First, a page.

J. D. Bernal: The Sage of Science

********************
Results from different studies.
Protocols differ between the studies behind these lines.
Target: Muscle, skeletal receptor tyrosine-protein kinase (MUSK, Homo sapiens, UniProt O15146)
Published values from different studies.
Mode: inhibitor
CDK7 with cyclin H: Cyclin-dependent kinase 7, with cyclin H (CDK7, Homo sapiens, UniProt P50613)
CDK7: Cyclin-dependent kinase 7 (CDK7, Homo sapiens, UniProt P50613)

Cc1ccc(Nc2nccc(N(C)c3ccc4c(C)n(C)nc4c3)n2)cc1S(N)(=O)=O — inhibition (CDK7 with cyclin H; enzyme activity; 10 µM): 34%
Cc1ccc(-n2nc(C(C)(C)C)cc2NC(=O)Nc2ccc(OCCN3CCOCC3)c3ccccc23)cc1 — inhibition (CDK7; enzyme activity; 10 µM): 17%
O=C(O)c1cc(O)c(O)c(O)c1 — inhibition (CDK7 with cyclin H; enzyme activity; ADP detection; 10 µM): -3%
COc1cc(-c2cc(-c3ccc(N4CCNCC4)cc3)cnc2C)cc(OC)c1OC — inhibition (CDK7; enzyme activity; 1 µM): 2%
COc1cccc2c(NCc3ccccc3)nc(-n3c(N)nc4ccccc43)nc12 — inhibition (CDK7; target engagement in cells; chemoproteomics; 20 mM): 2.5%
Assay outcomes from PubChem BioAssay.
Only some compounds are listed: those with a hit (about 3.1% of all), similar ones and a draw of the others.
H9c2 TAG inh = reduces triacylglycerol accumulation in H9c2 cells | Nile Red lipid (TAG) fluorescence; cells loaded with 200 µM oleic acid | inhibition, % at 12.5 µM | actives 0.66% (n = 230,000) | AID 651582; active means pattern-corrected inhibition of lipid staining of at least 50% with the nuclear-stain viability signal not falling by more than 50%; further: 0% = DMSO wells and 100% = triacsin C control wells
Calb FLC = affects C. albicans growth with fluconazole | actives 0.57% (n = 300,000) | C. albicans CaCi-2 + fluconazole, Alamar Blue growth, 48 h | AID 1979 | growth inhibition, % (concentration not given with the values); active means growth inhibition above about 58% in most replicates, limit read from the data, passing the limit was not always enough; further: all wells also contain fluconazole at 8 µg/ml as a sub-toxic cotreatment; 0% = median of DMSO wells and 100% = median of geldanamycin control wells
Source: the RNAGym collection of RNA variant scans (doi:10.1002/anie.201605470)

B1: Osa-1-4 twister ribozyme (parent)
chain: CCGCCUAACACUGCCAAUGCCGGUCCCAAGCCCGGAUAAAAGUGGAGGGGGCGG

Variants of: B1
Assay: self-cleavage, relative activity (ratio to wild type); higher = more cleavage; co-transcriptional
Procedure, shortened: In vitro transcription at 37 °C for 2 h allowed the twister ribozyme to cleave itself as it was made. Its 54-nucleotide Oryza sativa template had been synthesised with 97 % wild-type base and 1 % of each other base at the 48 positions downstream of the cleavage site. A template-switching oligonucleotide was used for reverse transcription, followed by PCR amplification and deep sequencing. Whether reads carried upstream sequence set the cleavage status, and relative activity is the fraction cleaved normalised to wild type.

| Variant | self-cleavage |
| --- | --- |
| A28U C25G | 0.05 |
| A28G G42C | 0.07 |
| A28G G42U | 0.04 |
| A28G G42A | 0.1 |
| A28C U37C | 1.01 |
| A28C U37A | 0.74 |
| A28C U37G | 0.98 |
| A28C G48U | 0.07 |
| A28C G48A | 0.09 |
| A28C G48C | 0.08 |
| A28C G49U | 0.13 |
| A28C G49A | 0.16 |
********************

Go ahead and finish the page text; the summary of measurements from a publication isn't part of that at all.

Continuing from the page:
J.D. Bernal, widely known as Sage since his undergraduate days at Cambridge, was a visionary scientist who was the first to see that the new subject of X-ray crystallography could be applied to the study of life. His pioneering work at Cambridge in the 1930s laid the foundation of molecular biology. He was one of the most influential and brilliant scientists of his time, inspiring many subsequent Nobel laureates. Bernal's restless energy and legendary intellect took him far beyond science. An astonishing polymath and a fervent Marxist, he was one of the central figures in a cosmopolitan intelligentsia in an age of extremes. The story of Bernal's life reflects the extraordinary political and intellectual climate in which he lived. He was witness to (and often involved in) some of the great events of the 20th century: the Easter Rebellion, schooldays in the Great War, the anti-fascist movement, the Second World War, pacifist causes and nuclear disarmament during the Cold War. He was a pioneer of Operational Research during WW2 and made the first objective analyses of the effects of bombing on cities. As this biography shows, he played a crucial role in planning the D-Day landings, arriving secretly on the Normandy beaches himself a day later. After the war, he became an international ambassador for Marxism, science, and peace, and was one of the few men familiar with Downing Street, the White House and the Kremlin. Brown's biography sets out a life richly and fully lived. Nearly every important British scientist of the mid-third of the 20th century appears in its pages, along with artists (Picasso, Hepworth), writers (Leonard and Virginia Woolf, Aldous Huxley, Pablo Neruda) and statesmen (Churchill, Khrushchev, Mao, and Nehru). This compelling account draws on unprecedented access to Bernal's papers and war reports to piece together a dazzling image of Bernal: his Irish Catholic childhood, his Cambridge years, his research, his dedication to science, his intellectual brilliance, his blind, unswerving commitment to Marxism, his unorthodox Bohemian love life. But above all, the Bernal who emerges from this often critical account is a man not only of remarkable mental powers but of great warmth, kindness, and humanity.
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